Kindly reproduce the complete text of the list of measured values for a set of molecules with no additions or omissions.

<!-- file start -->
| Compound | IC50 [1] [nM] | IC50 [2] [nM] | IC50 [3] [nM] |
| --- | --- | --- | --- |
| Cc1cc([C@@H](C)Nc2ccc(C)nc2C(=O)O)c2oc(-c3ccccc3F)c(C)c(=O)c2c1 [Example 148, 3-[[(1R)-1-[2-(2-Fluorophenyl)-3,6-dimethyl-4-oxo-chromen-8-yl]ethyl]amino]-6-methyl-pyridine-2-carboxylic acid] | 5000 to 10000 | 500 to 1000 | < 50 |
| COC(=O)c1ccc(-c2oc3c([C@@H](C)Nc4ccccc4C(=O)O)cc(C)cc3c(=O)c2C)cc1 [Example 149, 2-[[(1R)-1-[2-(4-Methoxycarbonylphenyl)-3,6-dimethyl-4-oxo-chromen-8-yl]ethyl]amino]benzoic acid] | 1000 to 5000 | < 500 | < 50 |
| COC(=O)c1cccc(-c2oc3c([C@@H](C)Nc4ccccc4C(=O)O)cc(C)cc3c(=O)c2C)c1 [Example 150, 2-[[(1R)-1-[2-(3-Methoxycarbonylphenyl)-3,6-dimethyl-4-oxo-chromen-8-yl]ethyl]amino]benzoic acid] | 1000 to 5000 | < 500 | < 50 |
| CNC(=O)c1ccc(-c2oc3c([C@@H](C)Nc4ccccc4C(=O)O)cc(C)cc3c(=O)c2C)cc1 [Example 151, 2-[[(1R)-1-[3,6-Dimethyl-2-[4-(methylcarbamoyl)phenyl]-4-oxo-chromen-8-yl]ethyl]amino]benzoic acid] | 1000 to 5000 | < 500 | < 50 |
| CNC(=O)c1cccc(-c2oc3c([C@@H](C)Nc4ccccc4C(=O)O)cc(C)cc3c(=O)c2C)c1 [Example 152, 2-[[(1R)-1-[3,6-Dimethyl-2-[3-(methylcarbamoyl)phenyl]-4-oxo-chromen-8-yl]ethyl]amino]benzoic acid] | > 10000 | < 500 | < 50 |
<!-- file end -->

| Compound | IC50 [1] [nM] | IC50 [2] [nM] | IC50 [3] [nM] |
| --- | --- | --- | --- |
| Cc1cc([C@@H](C)Nc2ccc(C)nc2C(=O)O)c2oc(-c3ccccc3F)c(C)c(=O)c2c1 [Example 148, 3-[[(1R)-1-[2-(2-Fluorophenyl)-3,6-dimethyl-4-oxo-chromen-8-yl]ethyl]amino]-6-methyl-pyridine-2-carboxylic acid] | 5000 to 10000 | 500 to 1000 | < 50 |
| COC(=O)c1ccc(-c2oc3c([C@@H](C)Nc4ccccc4C(=O)O)cc(C)cc3c(=O)c2C)cc1 [Example 149, 2-[[(1R)-1-[2-(4-Methoxycarbonylphenyl)-3,6-dimethyl-4-oxo-chromen-8-yl]ethyl]amino]benzoic acid] | 1000 to 5000 | < 500 | < 50 |
| COC(=O)c1cccc(-c2oc3c([C@@H](C)Nc4ccccc4C(=O)O)cc(C)cc3c(=O)c2C)c1 [Example 150, 2-[[(1R)-1-[2-(3-Methoxycarbonylphenyl)-3,6-dimethyl-4-oxo-chromen-8-yl]ethyl]amino]benzoic acid] | 1000 to 5000 | < 500 | < 50 |
| CNC(=O)c1ccc(-c2oc3c([C@@H](C)Nc4ccccc4C(=O)O)cc(C)cc3c(=O)c2C)cc1 [Example 151, 2-[[(1R)-1-[3,6-Dimethyl-2-[4-(methylcarbamoyl)phenyl]-4-oxo-chromen-8-yl]ethyl]amino]benzoic acid] | 1000 to 5000 | < 500 | < 50 |
| CNC(=O)c1cccc(-c2oc3c([C@@H](C)Nc4ccccc4C(=O)O)cc(C)cc3c(=O)c2C)c1 [Example 152, 2-[[(1R)-1-[3,6-Dimethyl-2-[3-(methylcarbamoyl)phenyl]-4-oxo-chromen-8-yl]ethyl]amino]benzoic acid] | > 10000 | < 500 | < 50 |